From the other side of the globe
Chad Davidson, adjunct assistant professor, English, has taught in South Korea, studied in Mexico, and now he can add Russia to his educational map.
Udmurt State is a lot like JCCC in that it sits in the middle of the country. Its people are friendly and extremely curious about foreign visitors, Davidson said, because the city doesn’t have the tourist draw enjoyed by Moscow or St. Petersburg.
One big difference? While it might be difficult to find more than a few fluent speakers of Russian at JCCC, Udmurt State has many students and faculty who speak English superbly, Davidson said.
He was the only native speaker of English on campus during the spring semester, and though he knew only a few words of Russian when he first arrived (and ended up taking nine Russian classes while he was there), he managed quite well, he said.
“In the department where I taught— Lexicology and Phonetics— each student learns English, Latin, and either French or German at the same time,” Davidson said. “And at the end of the first year, they are already quite good at English.”
One of the classes he taught was comprised of students from both Udmurt State and JCCC. While this class has been taught before, most recently by Keith Geekie, professor, English, it was this time taught by a teacher on the other side of the globe.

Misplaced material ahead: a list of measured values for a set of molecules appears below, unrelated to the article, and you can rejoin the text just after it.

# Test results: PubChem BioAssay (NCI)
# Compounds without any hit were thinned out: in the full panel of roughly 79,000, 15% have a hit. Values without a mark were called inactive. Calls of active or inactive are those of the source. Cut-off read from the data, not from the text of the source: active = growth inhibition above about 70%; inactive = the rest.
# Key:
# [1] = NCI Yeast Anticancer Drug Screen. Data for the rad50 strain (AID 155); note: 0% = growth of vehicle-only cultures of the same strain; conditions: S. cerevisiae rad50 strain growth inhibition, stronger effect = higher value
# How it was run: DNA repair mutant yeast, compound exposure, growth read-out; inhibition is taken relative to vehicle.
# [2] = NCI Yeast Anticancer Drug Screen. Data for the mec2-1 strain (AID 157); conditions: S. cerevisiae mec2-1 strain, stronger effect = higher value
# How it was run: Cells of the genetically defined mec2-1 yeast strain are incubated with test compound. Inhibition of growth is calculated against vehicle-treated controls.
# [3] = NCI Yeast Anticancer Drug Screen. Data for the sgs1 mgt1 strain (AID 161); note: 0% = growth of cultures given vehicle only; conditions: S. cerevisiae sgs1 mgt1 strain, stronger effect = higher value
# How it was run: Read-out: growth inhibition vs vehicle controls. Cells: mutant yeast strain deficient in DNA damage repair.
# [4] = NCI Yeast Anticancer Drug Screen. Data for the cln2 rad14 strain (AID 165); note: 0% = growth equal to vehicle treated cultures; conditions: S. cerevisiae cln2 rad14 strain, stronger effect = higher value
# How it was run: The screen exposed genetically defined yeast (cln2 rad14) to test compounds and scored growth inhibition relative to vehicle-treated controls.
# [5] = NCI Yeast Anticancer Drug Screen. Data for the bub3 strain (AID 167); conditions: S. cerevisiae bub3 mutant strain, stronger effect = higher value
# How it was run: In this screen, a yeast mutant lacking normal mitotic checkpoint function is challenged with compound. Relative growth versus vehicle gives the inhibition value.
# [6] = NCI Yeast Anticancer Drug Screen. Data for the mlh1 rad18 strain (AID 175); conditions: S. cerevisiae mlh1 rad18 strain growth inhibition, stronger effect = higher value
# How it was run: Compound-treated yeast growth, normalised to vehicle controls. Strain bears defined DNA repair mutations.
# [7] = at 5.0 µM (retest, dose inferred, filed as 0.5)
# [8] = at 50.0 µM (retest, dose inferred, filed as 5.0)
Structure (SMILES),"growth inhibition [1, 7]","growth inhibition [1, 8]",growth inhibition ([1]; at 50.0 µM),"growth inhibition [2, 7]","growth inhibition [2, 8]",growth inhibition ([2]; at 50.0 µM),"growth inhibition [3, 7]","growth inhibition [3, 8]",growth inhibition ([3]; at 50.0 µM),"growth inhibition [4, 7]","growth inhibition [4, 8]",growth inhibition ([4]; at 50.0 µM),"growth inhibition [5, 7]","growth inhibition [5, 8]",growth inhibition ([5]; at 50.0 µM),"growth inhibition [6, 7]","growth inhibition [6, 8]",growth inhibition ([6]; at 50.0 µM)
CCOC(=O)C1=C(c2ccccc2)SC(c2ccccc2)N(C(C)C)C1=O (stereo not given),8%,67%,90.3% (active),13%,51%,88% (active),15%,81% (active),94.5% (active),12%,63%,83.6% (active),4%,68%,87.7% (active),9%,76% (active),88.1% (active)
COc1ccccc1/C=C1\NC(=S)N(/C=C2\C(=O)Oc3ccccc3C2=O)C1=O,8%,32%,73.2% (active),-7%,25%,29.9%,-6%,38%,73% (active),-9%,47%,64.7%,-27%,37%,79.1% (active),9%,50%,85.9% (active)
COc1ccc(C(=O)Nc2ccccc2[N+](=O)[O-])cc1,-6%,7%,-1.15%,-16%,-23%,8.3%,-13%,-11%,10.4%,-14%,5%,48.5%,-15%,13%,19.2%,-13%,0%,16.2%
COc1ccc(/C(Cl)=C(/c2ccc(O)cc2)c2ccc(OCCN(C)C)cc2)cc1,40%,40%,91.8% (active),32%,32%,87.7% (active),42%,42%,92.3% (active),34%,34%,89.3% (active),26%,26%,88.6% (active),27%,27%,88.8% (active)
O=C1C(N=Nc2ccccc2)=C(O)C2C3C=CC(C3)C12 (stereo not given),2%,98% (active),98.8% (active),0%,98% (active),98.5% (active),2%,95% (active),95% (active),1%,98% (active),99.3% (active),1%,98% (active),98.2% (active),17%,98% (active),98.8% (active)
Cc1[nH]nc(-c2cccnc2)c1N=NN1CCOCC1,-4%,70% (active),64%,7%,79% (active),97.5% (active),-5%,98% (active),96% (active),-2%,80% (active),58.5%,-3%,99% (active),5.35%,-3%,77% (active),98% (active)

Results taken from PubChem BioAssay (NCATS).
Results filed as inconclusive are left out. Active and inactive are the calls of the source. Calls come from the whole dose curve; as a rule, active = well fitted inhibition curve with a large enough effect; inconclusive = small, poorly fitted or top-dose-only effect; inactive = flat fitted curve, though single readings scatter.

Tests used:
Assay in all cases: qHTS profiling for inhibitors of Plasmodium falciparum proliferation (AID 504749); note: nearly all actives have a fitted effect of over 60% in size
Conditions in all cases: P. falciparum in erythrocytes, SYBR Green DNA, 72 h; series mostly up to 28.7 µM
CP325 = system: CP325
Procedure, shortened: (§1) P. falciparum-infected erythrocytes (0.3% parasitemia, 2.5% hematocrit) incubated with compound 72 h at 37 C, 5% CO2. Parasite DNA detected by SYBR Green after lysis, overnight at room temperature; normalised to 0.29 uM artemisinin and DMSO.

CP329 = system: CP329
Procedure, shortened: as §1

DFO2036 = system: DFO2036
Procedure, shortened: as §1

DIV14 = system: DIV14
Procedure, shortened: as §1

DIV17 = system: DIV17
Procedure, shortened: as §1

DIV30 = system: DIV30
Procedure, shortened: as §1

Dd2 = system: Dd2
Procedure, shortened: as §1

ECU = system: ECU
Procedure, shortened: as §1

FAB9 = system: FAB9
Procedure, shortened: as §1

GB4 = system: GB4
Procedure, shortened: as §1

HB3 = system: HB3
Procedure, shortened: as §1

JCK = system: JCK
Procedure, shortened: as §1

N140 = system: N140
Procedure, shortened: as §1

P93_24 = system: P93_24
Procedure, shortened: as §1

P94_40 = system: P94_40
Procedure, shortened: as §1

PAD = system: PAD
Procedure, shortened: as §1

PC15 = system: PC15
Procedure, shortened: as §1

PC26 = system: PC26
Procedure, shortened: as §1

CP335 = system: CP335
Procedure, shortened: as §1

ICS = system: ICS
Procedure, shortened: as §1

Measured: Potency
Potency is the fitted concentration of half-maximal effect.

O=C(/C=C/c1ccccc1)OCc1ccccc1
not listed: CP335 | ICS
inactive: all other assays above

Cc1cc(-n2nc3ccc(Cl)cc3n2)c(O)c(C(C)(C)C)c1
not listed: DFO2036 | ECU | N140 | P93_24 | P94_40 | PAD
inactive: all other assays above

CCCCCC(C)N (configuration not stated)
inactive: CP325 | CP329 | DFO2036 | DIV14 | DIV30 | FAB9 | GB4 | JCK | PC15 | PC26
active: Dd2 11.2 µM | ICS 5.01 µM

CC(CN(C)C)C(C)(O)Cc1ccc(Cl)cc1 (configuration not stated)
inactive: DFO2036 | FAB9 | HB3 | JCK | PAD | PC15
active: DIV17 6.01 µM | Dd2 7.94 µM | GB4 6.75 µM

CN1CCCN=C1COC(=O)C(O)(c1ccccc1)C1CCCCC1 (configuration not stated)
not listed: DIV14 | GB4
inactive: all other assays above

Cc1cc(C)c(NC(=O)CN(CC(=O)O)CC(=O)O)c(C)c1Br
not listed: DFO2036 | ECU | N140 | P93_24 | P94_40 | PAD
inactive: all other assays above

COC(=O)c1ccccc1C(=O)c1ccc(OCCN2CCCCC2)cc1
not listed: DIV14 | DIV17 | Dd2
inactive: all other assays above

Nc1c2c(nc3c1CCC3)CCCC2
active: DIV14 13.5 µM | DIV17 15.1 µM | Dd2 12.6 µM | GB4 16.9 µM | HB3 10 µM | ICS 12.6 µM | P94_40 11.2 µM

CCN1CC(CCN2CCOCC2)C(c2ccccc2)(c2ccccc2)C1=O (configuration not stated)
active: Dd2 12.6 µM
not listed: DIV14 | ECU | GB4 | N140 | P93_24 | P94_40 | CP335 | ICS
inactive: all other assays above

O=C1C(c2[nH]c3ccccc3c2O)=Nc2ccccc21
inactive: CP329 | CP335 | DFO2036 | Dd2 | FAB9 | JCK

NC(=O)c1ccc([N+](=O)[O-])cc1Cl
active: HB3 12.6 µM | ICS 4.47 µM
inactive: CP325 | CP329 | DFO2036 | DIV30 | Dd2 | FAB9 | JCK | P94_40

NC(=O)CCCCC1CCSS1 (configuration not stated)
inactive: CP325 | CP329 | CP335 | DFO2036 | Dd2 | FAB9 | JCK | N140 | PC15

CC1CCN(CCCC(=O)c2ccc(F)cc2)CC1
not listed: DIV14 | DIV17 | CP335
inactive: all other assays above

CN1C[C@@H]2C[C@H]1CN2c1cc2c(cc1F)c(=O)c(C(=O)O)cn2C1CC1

“It is an online class where students write about deeper aspects of their culture than one would find on the news or in movies,” Davidson said. “One example of an essay is ‘autobiography of place’ in which students write about the significant places in their lives from their childhood up until now, giving details of the surroundings and what makes it significant. Then students compare their own essay to that of an essay by a student in another country.”
He said the students at Udmurt State are generally very quiet and very smart. “They are different than JCCC students in that they are more hesitant to give their opinions,” Davidson said. And, if you can believe it, “they use their cell phones in class much more than American students do!”
Davidson said he enjoys these differences in culture, which is one reason why he signed up to teach at Udmurt State University.
“I think it is of utmost importance that individuals from different places continually form relationships of mutual respect despite – or maybe because of – their differing cultures and beliefs,” Davidson said. “Izhevsk is a very multi-ethnic environment, and I spent a lot of time not just with Russians, but also with Udmurts and Tatars. Each relationship was a blessing and an opening up of whole new worlds.”
Those relationships are the best part of the exchange experience, he said. “If you look at travel blogs like ‘fluentin3months,’ you will see that they always list the relationships they make as being the most important thing to them about traveling,” Davidson said. “It is definitely true.”